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Terminating an Employee Can Be Difficult – Here are Some Pointers

Posted by: Karen Booher on October 17th, 2023

“You’re Fired”.

It may have been easy for Donald Trump in the reality TV show, The Apprentice, but many managers and HR professionals would agree that firing someone is one of the most dreaded parts of their job.

A recent article from the Society of Human Resources Professionals (SHRM) provided some pointers that can help you navigate a drama-free termination.

Preparation and Documentation – and Timing

Documentation of prior discussions of sub-par performance, poor conduct, excessive tardiness or absenteeism, or other issues that may be at the forefront of the termination is key. You expose yourself to potential problems if you have never discussed the issues with your employee and given them an opportunity to improve.

With the exception of rare cases which cause for immediate termination, employers should not rush into making a termination.

Martha Boyd, an attorney with Baker Donelson in Nashville, TN, says “Terminating an employee takes careful deliberation, preparation and documentation. Do not be rushed into terminating in a haphazard, unprepared way by an overeager manager or by pressure to get the employee out of the office for morale, safety or other reasons. You can always put the employee on an administrative leave while you are making and finalizing the decision to terminate.”

It is always prudent to consult with legal counsel prior to terminating an employee if it is expected to be contentious or outside of what is standard.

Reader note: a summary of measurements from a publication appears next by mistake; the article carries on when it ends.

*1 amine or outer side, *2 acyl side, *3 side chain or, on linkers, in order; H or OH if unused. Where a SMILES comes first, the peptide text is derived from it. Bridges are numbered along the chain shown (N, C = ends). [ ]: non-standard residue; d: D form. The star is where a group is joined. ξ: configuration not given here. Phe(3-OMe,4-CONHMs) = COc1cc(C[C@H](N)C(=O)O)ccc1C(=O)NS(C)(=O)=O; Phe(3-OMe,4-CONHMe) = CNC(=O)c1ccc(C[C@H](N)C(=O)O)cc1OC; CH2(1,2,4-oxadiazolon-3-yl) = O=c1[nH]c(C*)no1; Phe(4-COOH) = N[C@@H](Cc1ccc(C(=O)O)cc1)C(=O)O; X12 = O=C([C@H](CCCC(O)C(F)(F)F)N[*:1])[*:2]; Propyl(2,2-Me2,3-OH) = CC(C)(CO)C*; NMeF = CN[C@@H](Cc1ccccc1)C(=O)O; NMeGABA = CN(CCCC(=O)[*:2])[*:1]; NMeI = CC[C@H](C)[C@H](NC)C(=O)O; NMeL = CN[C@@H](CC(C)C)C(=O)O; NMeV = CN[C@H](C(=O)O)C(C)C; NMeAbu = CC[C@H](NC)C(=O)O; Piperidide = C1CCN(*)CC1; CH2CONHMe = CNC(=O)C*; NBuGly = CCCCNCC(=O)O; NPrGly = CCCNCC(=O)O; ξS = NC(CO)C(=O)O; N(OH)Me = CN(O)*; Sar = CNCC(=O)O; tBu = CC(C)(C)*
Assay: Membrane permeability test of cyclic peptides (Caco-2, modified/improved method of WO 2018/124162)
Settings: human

The Termination Meeting Itself

Sample Scripts

Your Tone and Delivery

In addition to being concise and to the point, it is best to be compassionate but firm in your tone, and do not apologize.

“Express understanding, but be prepared to respond with statements such as, ‘I understand you feel that way, but the decision is final,’” says Ford. You should always maintain professionalism, regardless of how the employee conducts themselves. Do not resort to raising your voice, name-calling, or other unprofessional conduct.

Conclude the meeting by asking them if they have any personal belongings at their desk, and then escort them while they gather their things and return their keys and other company property.

Afterward, address the situation with other staff immediately to minimize office gossip. Again, brevity is best. Keep your explanation neutral without going into details. For example, “John Doe is no longer with the company”.


SHRM HR Daily Newsletter, 8/25/2023. “Don’t Shy Away from Tough Conversations When Firing Someone”, August 24, 2023.

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